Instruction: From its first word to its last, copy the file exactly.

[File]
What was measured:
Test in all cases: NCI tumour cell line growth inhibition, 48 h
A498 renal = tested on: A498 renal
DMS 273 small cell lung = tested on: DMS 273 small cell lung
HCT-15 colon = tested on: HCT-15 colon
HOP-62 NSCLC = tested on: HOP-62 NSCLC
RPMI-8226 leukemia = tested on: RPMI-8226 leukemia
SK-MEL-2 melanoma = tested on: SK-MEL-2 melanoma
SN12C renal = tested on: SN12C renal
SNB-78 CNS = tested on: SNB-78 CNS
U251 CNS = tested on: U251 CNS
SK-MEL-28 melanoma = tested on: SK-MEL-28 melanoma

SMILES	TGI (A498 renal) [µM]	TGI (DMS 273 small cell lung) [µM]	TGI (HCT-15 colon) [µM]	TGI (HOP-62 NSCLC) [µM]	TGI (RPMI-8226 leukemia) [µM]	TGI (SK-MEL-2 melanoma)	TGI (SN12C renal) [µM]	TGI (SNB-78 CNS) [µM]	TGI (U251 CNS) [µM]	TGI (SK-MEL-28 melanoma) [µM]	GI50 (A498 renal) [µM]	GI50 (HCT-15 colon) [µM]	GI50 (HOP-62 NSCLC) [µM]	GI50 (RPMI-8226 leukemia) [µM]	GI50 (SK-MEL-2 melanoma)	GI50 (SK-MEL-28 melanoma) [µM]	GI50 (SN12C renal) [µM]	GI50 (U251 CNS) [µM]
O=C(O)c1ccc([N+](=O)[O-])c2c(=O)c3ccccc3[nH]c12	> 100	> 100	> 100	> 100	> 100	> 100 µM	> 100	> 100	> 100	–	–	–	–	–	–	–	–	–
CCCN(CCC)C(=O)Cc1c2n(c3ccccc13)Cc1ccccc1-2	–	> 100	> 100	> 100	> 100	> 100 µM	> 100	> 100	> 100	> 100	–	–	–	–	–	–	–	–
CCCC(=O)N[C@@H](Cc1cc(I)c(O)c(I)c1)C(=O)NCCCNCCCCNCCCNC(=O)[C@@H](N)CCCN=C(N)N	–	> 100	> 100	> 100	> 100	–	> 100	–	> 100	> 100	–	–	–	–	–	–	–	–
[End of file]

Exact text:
What was measured:
Test in all cases: NCI tumour cell line growth inhibition, 48 h
A498 renal = tested on: A498 renal
DMS 273 small cell lung = tested on: DMS 273 small cell lung
HCT-15 colon = tested on: HCT-15 colon
HOP-62 NSCLC = tested on: HOP-62 NSCLC
RPMI-8226 leukemia = tested on: RPMI-8226 leukemia
SK-MEL-2 melanoma = tested on: SK-MEL-2 melanoma
SN12C renal = tested on: SN12C renal
SNB-78 CNS = tested on: SNB-78 CNS
U251 CNS = tested on: U251 CNS
SK-MEL-28 melanoma = tested on: SK-MEL-28 melanoma

SMILES	TGI (A498 renal) [µM]	TGI (DMS 273 small cell lung) [µM]	TGI (HCT-15 colon) [µM]	TGI (HOP-62 NSCLC) [µM]	TGI (RPMI-8226 leukemia) [µM]	TGI (SK-MEL-2 melanoma)	TGI (SN12C renal) [µM]	TGI (SNB-78 CNS) [µM]	TGI (U251 CNS) [µM]	TGI (SK-MEL-28 melanoma) [µM]	GI50 (A498 renal) [µM]	GI50 (HCT-15 colon) [µM]	GI50 (HOP-62 NSCLC) [µM]	GI50 (RPMI-8226 leukemia) [µM]	GI50 (SK-MEL-2 melanoma)	GI50 (SK-MEL-28 melanoma) [µM]	GI50 (SN12C renal) [µM]	GI50 (U251 CNS) [µM]
O=C(O)c1ccc([N+](=O)[O-])c2c(=O)c3ccccc3[nH]c12	> 100	> 100	> 100	> 100	> 100	> 100 µM	> 100	> 100	> 100	–	–	–	–	–	–	–	–	–
CCCN(CCC)C(=O)Cc1c2n(c3ccccc13)Cc1ccccc1-2	–	> 100	> 100	> 100	> 100	> 100 µM	> 100	> 100	> 100	> 100	–	–	–	–	–	–	–	–
CCCC(=O)N[C@@H](Cc1cc(I)c(O)c(I)c1)C(=O)NCCCNCCCCNCCCNC(=O)[C@@H](N)CCCN=C(N)N	–	> 100	> 100	> 100	> 100	–	> 100	–	> 100	> 100	–	–	–	–	–	–	–	–